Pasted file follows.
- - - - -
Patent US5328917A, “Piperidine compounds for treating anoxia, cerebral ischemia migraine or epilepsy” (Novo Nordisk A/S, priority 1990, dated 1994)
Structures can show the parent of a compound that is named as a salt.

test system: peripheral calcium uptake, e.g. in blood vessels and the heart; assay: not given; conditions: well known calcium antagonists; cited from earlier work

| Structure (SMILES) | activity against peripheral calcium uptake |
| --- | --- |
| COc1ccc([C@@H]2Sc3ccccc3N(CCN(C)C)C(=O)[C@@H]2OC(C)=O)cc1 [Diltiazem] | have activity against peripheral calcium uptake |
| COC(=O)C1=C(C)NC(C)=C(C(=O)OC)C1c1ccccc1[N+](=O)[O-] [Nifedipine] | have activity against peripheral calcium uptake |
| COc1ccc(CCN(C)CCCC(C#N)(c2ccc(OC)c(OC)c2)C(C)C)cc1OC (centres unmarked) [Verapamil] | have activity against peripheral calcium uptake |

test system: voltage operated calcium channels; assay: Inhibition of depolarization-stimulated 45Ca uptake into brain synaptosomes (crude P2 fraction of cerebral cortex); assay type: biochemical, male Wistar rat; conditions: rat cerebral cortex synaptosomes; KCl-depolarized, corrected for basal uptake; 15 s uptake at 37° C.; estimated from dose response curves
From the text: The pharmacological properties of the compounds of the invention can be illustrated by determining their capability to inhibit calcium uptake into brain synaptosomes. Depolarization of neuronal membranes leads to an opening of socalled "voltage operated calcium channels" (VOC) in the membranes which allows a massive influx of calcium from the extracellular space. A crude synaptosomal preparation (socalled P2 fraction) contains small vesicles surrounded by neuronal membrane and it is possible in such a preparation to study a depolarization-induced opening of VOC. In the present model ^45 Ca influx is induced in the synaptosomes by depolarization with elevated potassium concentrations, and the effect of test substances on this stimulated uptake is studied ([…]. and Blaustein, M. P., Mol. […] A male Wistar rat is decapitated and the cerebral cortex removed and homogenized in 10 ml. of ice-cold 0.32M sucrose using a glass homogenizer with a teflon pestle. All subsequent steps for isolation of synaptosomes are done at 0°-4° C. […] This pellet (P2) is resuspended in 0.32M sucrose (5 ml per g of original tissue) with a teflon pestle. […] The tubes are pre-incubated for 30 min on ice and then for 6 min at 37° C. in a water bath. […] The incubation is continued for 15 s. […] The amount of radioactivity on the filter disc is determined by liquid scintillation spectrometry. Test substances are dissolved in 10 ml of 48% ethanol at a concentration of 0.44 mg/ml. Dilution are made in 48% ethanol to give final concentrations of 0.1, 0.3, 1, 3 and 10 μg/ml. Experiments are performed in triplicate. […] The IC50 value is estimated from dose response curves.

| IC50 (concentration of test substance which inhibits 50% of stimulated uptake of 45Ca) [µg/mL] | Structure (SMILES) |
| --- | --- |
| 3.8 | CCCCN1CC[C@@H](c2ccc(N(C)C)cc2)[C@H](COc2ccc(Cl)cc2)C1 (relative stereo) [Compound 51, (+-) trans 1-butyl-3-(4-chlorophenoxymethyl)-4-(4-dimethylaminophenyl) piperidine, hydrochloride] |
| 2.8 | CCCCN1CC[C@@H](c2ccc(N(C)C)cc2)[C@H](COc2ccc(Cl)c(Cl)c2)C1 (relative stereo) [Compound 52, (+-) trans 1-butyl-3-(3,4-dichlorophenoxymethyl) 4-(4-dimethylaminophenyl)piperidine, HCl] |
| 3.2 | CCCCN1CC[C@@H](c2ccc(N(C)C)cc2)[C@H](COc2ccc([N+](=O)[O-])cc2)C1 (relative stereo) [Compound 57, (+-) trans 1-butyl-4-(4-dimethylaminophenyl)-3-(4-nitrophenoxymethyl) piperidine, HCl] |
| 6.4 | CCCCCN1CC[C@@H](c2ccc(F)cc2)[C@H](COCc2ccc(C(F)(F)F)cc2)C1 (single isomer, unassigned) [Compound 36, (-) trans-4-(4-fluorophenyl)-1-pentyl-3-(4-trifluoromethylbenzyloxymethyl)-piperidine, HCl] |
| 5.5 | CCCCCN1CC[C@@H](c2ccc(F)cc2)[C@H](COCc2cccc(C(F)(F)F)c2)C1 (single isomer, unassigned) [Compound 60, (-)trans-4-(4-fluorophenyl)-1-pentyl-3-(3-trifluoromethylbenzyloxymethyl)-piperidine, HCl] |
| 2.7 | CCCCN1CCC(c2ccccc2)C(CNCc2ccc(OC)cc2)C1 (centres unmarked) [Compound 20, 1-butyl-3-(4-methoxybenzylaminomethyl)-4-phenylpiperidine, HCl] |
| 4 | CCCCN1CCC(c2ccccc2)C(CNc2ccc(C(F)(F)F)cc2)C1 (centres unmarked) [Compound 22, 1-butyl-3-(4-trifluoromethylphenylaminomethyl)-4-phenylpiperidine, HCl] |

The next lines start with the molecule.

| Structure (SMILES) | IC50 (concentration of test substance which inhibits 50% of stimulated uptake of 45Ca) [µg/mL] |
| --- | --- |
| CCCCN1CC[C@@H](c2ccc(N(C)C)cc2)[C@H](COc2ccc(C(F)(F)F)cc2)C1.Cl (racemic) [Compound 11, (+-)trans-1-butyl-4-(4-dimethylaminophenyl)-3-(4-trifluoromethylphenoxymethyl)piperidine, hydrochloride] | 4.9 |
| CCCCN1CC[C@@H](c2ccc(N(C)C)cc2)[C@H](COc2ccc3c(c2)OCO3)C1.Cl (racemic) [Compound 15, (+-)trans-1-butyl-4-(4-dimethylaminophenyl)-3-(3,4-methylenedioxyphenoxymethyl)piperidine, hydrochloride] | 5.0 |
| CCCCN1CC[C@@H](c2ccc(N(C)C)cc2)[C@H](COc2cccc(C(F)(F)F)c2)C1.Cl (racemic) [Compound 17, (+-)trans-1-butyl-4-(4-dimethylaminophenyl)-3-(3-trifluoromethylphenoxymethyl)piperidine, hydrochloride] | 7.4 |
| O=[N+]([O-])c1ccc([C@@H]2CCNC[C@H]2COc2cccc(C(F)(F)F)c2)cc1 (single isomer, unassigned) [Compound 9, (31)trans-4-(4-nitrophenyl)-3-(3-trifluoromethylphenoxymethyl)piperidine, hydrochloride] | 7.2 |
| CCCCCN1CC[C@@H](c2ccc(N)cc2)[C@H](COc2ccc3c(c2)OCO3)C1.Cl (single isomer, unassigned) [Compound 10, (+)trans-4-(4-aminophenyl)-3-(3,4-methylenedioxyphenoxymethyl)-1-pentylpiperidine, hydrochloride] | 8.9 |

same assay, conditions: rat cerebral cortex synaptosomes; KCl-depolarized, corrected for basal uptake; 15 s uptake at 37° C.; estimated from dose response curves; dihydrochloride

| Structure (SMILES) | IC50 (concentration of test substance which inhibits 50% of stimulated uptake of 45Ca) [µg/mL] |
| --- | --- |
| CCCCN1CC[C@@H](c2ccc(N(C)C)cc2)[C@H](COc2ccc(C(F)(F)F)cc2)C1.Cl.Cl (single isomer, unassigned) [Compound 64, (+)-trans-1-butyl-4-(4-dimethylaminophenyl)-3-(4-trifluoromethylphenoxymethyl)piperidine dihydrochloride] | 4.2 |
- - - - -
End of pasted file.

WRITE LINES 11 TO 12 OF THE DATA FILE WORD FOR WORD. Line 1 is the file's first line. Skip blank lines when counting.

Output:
| IC50 (concentration of test substance which inhibits 50% of stimulated uptake of 45Ca) [µg/mL] | Structure (SMILES) |
| --- | --- |